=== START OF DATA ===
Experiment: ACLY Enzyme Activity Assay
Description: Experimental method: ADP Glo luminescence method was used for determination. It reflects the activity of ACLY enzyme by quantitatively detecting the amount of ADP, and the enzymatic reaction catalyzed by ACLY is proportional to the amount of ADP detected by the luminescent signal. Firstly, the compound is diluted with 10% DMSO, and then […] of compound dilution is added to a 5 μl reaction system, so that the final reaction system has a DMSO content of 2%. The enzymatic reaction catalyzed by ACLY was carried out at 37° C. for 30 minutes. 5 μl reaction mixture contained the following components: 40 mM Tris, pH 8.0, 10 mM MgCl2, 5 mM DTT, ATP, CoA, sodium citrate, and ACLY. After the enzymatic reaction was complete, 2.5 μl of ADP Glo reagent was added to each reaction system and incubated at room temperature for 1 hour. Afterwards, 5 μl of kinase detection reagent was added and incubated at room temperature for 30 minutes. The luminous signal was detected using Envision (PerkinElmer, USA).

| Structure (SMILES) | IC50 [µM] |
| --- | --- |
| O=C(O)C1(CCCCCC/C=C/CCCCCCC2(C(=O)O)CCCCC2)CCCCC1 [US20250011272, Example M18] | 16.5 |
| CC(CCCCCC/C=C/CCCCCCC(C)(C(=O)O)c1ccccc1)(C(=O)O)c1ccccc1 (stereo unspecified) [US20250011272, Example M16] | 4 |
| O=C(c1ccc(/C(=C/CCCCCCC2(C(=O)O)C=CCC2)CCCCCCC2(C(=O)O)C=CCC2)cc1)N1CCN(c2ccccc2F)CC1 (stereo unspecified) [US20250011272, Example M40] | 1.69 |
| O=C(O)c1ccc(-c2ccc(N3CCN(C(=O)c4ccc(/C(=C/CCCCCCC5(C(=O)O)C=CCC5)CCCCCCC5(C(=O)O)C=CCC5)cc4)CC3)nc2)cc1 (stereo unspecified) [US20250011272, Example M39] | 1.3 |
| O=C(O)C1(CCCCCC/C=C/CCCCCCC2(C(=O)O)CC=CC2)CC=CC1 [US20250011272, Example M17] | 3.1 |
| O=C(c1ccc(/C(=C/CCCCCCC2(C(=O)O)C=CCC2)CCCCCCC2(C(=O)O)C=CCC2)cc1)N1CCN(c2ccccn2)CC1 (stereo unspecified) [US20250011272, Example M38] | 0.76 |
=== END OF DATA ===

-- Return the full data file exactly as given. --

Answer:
Experiment: ACLY Enzyme Activity Assay
Description: Experimental method: ADP Glo luminescence method was used for determination. It reflects the activity of ACLY enzyme by quantitatively detecting the amount of ADP, and the enzymatic reaction catalyzed by ACLY is proportional to the amount of ADP detected by the luminescent signal. Firstly, the compound is diluted with 10% DMSO, and then […] of compound dilution is added to a 5 μl reaction system, so that the final reaction system has a DMSO content of 2%. The enzymatic reaction catalyzed by ACLY was carried out at 37° C. for 30 minutes. 5 μl reaction mixture contained the following components: 40 mM Tris, pH 8.0, 10 mM MgCl2, 5 mM DTT, ATP, CoA, sodium citrate, and ACLY. After the enzymatic reaction was complete, 2.5 μl of ADP Glo reagent was added to each reaction system and incubated at room temperature for 1 hour. Afterwards, 5 μl of kinase detection reagent was added and incubated at room temperature for 30 minutes. The luminous signal was detected using Envision (PerkinElmer, USA).

| Structure (SMILES) | IC50 [µM] |
| --- | --- |
| O=C(O)C1(CCCCCC/C=C/CCCCCCC2(C(=O)O)CCCCC2)CCCCC1 [US20250011272, Example M18] | 16.5 |
| CC(CCCCCC/C=C/CCCCCCC(C)(C(=O)O)c1ccccc1)(C(=O)O)c1ccccc1 (stereo unspecified) [US20250011272, Example M16] | 4 |
| O=C(c1ccc(/C(=C/CCCCCCC2(C(=O)O)C=CCC2)CCCCCCC2(C(=O)O)C=CCC2)cc1)N1CCN(c2ccccc2F)CC1 (stereo unspecified) [US20250011272, Example M40] | 1.69 |
| O=C(O)c1ccc(-c2ccc(N3CCN(C(=O)c4ccc(/C(=C/CCCCCCC5(C(=O)O)C=CCC5)CCCCCCC5(C(=O)O)C=CCC5)cc4)CC3)nc2)cc1 (stereo unspecified) [US20250011272, Example M39] | 1.3 |
| O=C(O)C1(CCCCCC/C=C/CCCCCCC2(C(=O)O)CC=CC2)CC=CC1 [US20250011272, Example M17] | 3.1 |
| O=C(c1ccc(/C(=C/CCCCCCC2(C(=O)O)C=CCC2)CCCCCCC2(C(=O)O)C=CCC2)cc1)N1CCN(c2ccccn2)CC1 (stereo unspecified) [US20250011272, Example M38] | 0.76 |